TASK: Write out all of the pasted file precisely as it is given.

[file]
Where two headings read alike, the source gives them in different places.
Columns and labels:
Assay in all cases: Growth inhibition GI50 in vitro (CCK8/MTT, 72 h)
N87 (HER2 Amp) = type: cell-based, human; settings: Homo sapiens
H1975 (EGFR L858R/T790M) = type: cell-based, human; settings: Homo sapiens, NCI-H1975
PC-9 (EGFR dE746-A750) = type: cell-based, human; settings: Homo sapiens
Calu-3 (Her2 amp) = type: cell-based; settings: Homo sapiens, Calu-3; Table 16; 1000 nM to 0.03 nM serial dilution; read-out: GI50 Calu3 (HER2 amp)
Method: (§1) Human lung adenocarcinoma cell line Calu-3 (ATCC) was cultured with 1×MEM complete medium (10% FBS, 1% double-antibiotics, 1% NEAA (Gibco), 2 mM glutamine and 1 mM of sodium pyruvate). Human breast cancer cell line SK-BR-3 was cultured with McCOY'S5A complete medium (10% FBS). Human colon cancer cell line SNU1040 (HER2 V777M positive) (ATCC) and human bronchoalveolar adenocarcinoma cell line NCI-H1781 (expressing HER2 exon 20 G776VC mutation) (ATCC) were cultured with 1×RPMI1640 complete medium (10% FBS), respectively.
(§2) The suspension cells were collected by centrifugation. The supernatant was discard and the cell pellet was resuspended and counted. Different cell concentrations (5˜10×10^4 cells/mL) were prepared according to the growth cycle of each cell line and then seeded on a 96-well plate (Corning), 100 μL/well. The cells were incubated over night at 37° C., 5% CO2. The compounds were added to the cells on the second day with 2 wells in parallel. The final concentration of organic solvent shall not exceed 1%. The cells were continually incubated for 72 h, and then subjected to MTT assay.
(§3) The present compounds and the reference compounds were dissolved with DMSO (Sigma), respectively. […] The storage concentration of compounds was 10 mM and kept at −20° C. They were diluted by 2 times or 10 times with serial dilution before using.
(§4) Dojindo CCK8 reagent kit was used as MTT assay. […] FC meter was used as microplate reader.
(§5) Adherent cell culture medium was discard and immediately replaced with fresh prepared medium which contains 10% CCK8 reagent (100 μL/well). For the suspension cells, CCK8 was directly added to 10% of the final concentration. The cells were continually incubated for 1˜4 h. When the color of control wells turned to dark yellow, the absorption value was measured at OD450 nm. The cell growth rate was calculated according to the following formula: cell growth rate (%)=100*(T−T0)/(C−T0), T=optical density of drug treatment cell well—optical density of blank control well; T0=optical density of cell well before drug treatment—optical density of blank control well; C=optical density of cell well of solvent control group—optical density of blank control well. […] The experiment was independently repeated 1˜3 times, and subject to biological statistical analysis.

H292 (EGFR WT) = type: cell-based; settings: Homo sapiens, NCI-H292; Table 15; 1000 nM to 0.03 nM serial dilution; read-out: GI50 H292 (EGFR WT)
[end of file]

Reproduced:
Where two headings read alike, the source gives them in different places.
Columns and labels:
Assay in all cases: Growth inhibition GI50 in vitro (CCK8/MTT, 72 h)
N87 (HER2 Amp) = type: cell-based, human; settings: Homo sapiens
H1975 (EGFR L858R/T790M) = type: cell-based, human; settings: Homo sapiens, NCI-H1975
PC-9 (EGFR dE746-A750) = type: cell-based, human; settings: Homo sapiens
Calu-3 (Her2 amp) = type: cell-based; settings: Homo sapiens, Calu-3; Table 16; 1000 nM to 0.03 nM serial dilution; read-out: GI50 Calu3 (HER2 amp)
Method: (§1) Human lung adenocarcinoma cell line Calu-3 (ATCC) was cultured with 1×MEM complete medium (10% FBS, 1% double-antibiotics, 1% NEAA (Gibco), 2 mM glutamine and 1 mM of sodium pyruvate). Human breast cancer cell line SK-BR-3 was cultured with McCOY'S5A complete medium (10% FBS). Human colon cancer cell line SNU1040 (HER2 V777M positive) (ATCC) and human bronchoalveolar adenocarcinoma cell line NCI-H1781 (expressing HER2 exon 20 G776VC mutation) (ATCC) were cultured with 1×RPMI1640 complete medium (10% FBS), respectively.
(§2) The suspension cells were collected by centrifugation. The supernatant was discard and the cell pellet was resuspended and counted. Different cell concentrations (5˜10×10^4 cells/mL) were prepared according to the growth cycle of each cell line and then seeded on a 96-well plate (Corning), 100 μL/well. The cells were incubated over night at 37° C., 5% CO2. The compounds were added to the cells on the second day with 2 wells in parallel. The final concentration of organic solvent shall not exceed 1%. The cells were continually incubated for 72 h, and then subjected to MTT assay.
(§3) The present compounds and the reference compounds were dissolved with DMSO (Sigma), respectively. […] The storage concentration of compounds was 10 mM and kept at −20° C. They were diluted by 2 times or 10 times with serial dilution before using.
(§4) Dojindo CCK8 reagent kit was used as MTT assay. […] FC meter was used as microplate reader.
(§5) Adherent cell culture medium was discard and immediately replaced with fresh prepared medium which contains 10% CCK8 reagent (100 μL/well). For the suspension cells, CCK8 was directly added to 10% of the final concentration. The cells were continually incubated for 1˜4 h. When the color of control wells turned to dark yellow, the absorption value was measured at OD450 nm. The cell growth rate was calculated according to the following formula: cell growth rate (%)=100*(T−T0)/(C−T0), T=optical density of drug treatment cell well—optical density of blank control well; T0=optical density of cell well before drug treatment—optical density of blank control well; C=optical density of cell well of solvent control group—optical density of blank control well. […] The experiment was independently repeated 1˜3 times, and subject to biological statistical analysis.

H292 (EGFR WT) = type: cell-based; settings: Homo sapiens, NCI-H292; Table 15; 1000 nM to 0.03 nM serial dilution; read-out: GI50 H292 (EGFR WT)